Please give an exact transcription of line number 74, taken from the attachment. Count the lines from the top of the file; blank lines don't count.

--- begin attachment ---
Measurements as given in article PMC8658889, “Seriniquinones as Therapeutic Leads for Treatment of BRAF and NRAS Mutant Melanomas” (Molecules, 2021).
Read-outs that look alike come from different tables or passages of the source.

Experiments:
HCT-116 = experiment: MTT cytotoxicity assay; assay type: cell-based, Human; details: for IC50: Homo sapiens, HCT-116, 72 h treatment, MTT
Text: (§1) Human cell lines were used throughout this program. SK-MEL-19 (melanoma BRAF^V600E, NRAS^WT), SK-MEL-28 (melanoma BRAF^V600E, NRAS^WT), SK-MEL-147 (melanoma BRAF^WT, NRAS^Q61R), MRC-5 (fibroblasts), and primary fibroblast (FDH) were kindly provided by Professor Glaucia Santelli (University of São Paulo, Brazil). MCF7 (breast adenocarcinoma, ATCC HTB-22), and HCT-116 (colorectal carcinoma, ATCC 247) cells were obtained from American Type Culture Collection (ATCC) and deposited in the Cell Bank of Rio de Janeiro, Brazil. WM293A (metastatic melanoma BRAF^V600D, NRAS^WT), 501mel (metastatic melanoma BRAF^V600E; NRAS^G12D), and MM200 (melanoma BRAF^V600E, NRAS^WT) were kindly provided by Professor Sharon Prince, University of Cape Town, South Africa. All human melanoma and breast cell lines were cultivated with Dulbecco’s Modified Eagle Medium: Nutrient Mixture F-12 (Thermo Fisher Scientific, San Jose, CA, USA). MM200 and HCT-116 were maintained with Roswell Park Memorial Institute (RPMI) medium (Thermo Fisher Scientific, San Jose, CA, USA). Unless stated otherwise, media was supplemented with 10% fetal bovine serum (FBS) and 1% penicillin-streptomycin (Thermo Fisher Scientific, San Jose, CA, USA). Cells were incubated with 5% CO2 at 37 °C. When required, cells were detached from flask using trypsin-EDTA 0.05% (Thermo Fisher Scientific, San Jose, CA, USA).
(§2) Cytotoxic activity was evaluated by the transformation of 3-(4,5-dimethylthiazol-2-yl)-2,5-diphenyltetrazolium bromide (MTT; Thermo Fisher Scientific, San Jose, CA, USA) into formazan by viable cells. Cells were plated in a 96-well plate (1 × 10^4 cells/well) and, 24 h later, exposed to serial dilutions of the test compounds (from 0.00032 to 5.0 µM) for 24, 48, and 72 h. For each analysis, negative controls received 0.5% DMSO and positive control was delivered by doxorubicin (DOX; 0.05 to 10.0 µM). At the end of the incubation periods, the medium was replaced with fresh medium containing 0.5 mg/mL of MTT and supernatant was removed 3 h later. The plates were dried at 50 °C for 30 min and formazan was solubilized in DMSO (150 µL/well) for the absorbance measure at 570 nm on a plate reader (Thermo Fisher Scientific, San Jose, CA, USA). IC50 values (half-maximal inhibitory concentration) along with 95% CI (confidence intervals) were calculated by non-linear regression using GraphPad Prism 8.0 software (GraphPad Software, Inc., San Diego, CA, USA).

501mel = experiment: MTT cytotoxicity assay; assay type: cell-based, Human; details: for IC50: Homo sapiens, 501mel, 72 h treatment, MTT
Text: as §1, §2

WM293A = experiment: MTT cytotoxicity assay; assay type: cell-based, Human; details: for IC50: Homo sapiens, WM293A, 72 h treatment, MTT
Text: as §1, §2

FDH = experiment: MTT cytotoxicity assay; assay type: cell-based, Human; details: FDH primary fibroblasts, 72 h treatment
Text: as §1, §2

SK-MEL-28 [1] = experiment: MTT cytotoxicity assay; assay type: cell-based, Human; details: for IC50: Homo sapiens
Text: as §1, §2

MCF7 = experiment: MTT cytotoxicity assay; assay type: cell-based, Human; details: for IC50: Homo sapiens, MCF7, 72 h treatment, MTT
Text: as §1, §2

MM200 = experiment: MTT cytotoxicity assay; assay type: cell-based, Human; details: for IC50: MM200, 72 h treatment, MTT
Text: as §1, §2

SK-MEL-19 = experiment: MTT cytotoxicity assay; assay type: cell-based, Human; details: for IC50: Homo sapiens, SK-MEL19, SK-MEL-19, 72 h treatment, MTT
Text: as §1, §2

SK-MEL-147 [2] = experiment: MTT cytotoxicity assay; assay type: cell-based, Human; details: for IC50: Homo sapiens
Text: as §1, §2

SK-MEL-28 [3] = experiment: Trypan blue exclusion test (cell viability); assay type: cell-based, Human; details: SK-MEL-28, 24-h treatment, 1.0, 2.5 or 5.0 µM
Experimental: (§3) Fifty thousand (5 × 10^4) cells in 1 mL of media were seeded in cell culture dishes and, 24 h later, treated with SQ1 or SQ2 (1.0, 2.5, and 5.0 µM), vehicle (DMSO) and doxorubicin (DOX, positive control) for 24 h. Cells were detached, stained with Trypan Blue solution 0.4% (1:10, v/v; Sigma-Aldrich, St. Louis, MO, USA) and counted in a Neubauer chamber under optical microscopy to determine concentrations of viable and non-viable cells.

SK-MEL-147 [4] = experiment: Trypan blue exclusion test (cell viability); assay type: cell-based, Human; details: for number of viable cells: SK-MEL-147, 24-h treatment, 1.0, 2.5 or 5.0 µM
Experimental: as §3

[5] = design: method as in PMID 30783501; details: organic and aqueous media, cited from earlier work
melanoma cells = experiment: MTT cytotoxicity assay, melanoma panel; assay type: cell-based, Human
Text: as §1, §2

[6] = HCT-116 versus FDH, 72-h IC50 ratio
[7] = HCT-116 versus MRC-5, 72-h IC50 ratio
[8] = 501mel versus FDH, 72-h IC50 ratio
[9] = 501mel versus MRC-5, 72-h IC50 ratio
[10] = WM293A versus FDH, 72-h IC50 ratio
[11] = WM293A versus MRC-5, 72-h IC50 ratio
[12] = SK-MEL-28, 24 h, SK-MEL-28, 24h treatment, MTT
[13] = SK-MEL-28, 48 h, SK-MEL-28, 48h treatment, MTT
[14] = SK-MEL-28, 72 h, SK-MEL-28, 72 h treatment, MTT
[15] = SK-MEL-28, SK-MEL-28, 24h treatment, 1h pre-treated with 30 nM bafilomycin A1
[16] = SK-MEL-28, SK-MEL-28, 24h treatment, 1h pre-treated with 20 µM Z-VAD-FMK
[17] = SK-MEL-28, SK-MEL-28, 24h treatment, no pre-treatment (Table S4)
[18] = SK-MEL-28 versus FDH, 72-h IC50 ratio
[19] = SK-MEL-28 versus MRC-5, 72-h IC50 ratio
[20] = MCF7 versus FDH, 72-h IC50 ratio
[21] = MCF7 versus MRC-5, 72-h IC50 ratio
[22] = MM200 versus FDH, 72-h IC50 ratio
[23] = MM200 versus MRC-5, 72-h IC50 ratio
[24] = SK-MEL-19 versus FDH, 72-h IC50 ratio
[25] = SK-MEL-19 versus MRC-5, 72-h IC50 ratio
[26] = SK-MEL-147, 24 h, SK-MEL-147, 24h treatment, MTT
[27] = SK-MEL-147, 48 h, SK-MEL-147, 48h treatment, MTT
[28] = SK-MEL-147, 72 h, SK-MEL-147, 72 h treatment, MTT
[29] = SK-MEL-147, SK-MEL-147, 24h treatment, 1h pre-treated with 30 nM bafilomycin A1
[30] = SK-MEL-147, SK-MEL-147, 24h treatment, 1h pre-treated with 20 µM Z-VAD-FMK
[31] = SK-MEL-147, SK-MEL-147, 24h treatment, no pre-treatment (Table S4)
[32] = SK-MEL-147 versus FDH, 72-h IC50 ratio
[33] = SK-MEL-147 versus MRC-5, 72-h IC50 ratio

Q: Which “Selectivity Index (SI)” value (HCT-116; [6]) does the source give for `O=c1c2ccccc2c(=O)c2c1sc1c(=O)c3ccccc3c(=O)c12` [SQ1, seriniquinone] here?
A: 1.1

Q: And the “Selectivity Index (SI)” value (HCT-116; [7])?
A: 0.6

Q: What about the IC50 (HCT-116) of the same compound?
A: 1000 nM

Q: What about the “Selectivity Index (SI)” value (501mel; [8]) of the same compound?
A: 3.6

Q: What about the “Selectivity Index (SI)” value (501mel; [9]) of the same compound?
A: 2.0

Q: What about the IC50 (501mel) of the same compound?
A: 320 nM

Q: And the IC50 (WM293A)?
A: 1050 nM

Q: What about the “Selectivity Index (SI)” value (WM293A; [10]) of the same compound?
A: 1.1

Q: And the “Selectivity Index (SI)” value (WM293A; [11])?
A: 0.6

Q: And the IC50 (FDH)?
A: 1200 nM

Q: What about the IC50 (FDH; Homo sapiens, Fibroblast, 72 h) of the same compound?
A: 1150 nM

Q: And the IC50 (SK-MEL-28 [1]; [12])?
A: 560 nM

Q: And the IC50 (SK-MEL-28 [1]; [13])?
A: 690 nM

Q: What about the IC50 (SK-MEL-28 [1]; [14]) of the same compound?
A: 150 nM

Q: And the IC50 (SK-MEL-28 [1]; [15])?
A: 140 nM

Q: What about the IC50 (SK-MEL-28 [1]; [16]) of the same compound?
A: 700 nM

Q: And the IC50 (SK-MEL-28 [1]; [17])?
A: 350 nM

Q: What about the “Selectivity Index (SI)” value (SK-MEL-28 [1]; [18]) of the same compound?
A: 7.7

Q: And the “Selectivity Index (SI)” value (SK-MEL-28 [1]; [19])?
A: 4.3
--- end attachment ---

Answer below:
Q: And the “Selectivity Index (SI)” value (WM293A; [11])?